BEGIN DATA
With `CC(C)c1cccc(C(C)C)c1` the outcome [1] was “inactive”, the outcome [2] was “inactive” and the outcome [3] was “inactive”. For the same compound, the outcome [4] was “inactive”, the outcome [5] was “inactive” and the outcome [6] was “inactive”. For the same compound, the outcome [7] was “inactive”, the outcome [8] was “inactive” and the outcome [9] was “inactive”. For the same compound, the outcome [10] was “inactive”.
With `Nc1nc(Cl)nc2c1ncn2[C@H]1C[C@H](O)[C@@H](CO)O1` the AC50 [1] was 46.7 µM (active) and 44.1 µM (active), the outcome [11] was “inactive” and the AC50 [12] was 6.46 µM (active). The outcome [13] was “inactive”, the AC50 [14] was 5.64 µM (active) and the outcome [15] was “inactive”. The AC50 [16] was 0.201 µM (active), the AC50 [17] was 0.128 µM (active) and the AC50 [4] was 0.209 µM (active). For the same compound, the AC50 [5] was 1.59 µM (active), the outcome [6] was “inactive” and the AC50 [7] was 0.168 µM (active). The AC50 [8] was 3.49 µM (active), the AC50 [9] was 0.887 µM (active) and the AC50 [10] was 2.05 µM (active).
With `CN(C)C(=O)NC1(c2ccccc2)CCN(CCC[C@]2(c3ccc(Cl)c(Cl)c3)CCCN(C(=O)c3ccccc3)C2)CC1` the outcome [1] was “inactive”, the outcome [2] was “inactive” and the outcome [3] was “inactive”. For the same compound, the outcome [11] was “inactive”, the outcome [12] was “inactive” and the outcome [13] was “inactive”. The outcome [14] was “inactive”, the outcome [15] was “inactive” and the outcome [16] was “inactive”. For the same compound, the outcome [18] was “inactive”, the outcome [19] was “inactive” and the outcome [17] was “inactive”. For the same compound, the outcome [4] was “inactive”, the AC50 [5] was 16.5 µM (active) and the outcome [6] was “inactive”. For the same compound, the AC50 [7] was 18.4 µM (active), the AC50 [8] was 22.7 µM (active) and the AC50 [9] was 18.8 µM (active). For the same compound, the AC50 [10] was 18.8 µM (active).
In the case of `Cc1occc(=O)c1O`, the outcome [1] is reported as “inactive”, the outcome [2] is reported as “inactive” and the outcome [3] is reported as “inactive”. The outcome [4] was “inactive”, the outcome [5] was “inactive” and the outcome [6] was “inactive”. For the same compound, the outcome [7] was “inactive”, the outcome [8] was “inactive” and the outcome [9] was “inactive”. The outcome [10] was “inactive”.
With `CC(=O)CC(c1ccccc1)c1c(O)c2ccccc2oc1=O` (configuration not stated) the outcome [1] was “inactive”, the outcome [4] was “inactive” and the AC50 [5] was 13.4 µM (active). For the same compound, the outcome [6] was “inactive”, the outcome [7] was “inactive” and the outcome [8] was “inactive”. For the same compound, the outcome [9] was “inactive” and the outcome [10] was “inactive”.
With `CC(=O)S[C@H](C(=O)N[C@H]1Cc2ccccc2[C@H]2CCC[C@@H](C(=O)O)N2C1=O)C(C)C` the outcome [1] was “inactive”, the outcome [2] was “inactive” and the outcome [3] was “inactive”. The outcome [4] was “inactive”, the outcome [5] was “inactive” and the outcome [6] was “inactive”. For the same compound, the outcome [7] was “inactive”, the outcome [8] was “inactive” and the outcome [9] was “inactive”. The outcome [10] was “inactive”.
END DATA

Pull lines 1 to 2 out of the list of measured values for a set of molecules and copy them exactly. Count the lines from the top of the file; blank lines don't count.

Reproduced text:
With `CC(C)c1cccc(C(C)C)c1` the outcome [1] was “inactive”, the outcome [2] was “inactive” and the outcome [3] was “inactive”. For the same compound, the outcome [4] was “inactive”, the outcome [5] was “inactive” and the outcome [6] was “inactive”. For the same compound, the outcome [7] was “inactive”, the outcome [8] was “inactive” and the outcome [9] was “inactive”. For the same compound, the outcome [10] was “inactive”.
With `Nc1nc(Cl)nc2c1ncn2[C@H]1C[C@H](O)[C@@H](CO)O1` the AC50 [1] was 46.7 µM (active) and 44.1 µM (active), the outcome [11] was “inactive” and the AC50 [12] was 6.46 µM (active). The outcome [13] was “inactive”, the AC50 [14] was 5.64 µM (active) and the outcome [15] was “inactive”. The AC50 [16] was 0.201 µM (active), the AC50 [17] was 0.128 µM (active) and the AC50 [4] was 0.209 µM (active). For the same compound, the AC50 [5] was 1.59 µM (active), the outcome [6] was “inactive” and the AC50 [7] was 0.168 µM (active). The AC50 [8] was 3.49 µM (active), the AC50 [9] was 0.887 µM (active) and the AC50 [10] was 2.05 µM (active).